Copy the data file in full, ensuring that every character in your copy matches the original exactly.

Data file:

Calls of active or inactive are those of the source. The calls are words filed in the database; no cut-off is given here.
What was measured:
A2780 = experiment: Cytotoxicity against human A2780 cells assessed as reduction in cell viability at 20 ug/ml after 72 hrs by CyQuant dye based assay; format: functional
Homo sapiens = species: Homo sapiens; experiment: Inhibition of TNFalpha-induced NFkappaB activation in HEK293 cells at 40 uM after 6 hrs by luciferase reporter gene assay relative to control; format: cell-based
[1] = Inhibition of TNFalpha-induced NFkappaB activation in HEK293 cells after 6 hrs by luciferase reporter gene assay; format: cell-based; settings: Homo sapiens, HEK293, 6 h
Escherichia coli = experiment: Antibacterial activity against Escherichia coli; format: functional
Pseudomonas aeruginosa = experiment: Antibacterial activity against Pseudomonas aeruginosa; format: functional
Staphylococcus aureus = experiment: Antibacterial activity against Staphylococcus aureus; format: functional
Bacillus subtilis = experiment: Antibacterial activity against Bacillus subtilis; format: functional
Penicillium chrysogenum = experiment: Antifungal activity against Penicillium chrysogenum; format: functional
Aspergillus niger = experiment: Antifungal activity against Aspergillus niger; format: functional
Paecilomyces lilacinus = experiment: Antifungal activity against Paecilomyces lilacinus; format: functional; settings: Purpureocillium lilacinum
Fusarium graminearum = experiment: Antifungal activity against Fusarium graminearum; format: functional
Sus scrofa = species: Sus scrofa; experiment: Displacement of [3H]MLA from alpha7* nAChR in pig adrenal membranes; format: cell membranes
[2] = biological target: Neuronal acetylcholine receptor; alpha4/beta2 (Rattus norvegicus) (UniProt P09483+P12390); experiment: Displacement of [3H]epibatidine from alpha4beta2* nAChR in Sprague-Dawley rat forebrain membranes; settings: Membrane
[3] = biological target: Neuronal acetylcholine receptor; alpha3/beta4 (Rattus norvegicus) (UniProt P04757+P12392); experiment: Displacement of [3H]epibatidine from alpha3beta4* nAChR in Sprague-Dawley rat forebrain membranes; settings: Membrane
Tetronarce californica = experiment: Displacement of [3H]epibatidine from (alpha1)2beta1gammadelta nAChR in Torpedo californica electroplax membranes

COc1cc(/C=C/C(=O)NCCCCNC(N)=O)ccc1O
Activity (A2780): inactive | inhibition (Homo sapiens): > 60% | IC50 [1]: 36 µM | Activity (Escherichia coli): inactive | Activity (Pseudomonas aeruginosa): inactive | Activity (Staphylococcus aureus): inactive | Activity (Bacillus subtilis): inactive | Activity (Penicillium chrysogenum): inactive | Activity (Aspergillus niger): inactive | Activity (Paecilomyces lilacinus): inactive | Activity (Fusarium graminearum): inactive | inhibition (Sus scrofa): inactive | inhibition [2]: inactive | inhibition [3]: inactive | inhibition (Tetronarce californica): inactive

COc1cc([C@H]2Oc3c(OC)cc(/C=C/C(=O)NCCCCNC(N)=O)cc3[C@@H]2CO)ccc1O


Calls of active or inactive are those of the source. The calls are words filed in the database; no cut-off is given here.
What was measured:
A2780 = experiment: Cytotoxicity against human A2780 cells assessed as reduction in cell viability at 20 ug/ml after 72 hrs by CyQuant dye based assay; format: functional
Homo sapiens = species: Homo sapiens; experiment: Inhibition of TNFalpha-induced NFkappaB activation in HEK293 cells at 40 uM after 6 hrs by luciferase reporter gene assay relative to control; format: cell-based
[1] = Inhibition of TNFalpha-induced NFkappaB activation in HEK293 cells after 6 hrs by luciferase reporter gene assay; format: cell-based; settings: Homo sapiens, HEK293, 6 h
Escherichia coli = experiment: Antibacterial activity against Escherichia coli; format: functional
Pseudomonas aeruginosa = experiment: Antibacterial activity against Pseudomonas aeruginosa; format: functional
Staphylococcus aureus = experiment: Antibacterial activity against Staphylococcus aureus; format: functional
Bacillus subtilis = experiment: Antibacterial activity against Bacillus subtilis; format: functional
Penicillium chrysogenum = experiment: Antifungal activity against Penicillium chrysogenum; format: functional
Aspergillus niger = experiment: Antifungal activity against Aspergillus niger; format: functional
Paecilomyces lilacinus = experiment: Antifungal activity against Paecilomyces lilacinus; format: functional; settings: Purpureocillium lilacinum
Fusarium graminearum = experiment: Antifungal activity against Fusarium graminearum; format: functional
Sus scrofa = species: Sus scrofa; experiment: Displacement of [3H]MLA from alpha7* nAChR in pig adrenal membranes; format: cell membranes
[2] = biological target: Neuronal acetylcholine receptor; alpha4/beta2 (Rattus norvegicus) (UniProt P09483+P12390); experiment: Displacement of [3H]epibatidine from alpha4beta2* nAChR in Sprague-Dawley rat forebrain membranes; settings: Membrane
[3] = biological target: Neuronal acetylcholine receptor; alpha3/beta4 (Rattus norvegicus) (UniProt P04757+P12392); experiment: Displacement of [3H]epibatidine from alpha3beta4* nAChR in Sprague-Dawley rat forebrain membranes; settings: Membrane
Tetronarce californica = experiment: Displacement of [3H]epibatidine from (alpha1)2beta1gammadelta nAChR in Torpedo californica electroplax membranes

COc1cc(/C=C/C(=O)NCCCCNC(N)=O)ccc1O
Activity (A2780): inactive | inhibition (Homo sapiens): > 60% | IC50 [1]: 36 µM | Activity (Escherichia coli): inactive | Activity (Pseudomonas aeruginosa): inactive | Activity (Staphylococcus aureus): inactive | Activity (Bacillus subtilis): inactive | Activity (Penicillium chrysogenum): inactive | Activity (Aspergillus niger): inactive | Activity (Paecilomyces lilacinus): inactive | Activity (Fusarium graminearum): inactive | inhibition (Sus scrofa): inactive | inhibition [2]: inactive | inhibition [3]: inactive | inhibition (Tetronarce californica): inactive

COc1cc([C@H]2Oc3c(OC)cc(/C=C/C(=O)NCCCCNC(N)=O)cc3[C@@H]2CO)ccc1O